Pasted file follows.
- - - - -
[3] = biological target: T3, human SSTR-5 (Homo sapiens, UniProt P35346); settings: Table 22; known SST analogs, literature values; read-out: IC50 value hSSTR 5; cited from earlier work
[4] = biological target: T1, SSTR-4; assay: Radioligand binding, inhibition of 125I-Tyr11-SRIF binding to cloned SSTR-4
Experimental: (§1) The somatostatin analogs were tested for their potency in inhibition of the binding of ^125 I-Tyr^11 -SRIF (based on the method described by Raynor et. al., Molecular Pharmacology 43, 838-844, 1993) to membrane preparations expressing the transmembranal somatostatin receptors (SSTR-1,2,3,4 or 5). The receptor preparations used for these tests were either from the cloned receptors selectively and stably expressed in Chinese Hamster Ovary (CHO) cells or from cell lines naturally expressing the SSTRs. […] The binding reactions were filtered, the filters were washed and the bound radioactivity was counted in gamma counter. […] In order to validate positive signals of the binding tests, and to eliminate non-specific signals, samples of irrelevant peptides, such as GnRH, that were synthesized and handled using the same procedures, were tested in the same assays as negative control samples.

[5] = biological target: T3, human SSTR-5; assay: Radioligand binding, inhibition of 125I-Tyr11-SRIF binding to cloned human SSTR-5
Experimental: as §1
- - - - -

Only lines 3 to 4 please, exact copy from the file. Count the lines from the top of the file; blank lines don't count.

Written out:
Experimental: (§1) The somatostatin analogs were tested for their potency in inhibition of the binding of ^125 I-Tyr^11 -SRIF (based on the method described by Raynor et. al., Molecular Pharmacology 43, 838-844, 1993) to membrane preparations expressing the transmembranal somatostatin receptors (SSTR-1,2,3,4 or 5). The receptor preparations used for these tests were either from the cloned receptors selectively and stably expressed in Chinese Hamster Ovary (CHO) cells or from cell lines naturally expressing the SSTRs. […] The binding reactions were filtered, the filters were washed and the bound radioactivity was counted in gamma counter. […] In order to validate positive signals of the binding tests, and to eliminate non-specific signals, samples of irrelevant peptides, such as GnRH, that were synthesized and handled using the same procedures, were tested in the same assays as negative control samples.

[5] = biological target: T3, human SSTR-5; assay: Radioligand binding, inhibition of 125I-Tyr11-SRIF binding to cloned human SSTR-5